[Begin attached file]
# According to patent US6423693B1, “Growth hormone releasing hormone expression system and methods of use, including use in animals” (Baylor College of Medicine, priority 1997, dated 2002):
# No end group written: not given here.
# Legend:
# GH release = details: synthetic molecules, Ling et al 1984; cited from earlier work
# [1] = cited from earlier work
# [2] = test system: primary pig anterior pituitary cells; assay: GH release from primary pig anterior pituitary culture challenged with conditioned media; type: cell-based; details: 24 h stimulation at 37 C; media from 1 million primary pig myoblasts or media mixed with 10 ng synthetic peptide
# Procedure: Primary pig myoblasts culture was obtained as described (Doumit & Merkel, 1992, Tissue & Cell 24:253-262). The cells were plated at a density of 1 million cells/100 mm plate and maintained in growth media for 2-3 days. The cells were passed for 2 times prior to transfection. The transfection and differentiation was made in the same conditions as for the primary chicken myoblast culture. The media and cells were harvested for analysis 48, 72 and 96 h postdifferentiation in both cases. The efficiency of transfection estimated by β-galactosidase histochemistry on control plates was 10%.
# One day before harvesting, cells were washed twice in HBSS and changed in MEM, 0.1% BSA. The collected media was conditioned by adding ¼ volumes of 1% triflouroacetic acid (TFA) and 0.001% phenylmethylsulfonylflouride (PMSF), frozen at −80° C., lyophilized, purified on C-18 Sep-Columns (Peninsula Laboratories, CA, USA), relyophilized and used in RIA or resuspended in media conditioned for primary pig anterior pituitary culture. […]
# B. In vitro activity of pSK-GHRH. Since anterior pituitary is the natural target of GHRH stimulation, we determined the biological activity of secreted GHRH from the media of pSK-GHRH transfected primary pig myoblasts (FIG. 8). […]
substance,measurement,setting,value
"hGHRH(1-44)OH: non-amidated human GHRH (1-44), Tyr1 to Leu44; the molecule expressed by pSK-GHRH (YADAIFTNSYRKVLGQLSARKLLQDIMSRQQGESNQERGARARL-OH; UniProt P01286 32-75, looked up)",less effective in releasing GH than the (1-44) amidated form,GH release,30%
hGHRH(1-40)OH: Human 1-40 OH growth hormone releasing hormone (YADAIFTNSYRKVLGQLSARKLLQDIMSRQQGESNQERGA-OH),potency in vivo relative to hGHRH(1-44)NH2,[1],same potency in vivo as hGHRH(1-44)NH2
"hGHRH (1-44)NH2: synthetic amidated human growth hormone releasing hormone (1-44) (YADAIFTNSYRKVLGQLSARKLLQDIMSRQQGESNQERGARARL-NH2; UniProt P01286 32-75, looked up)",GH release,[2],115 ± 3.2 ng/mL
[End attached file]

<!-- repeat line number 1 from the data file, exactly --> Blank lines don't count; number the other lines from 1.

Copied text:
# According to patent US6423693B1, “Growth hormone releasing hormone expression system and methods of use, including use in animals” (Baylor College of Medicine, priority 1997, dated 2002):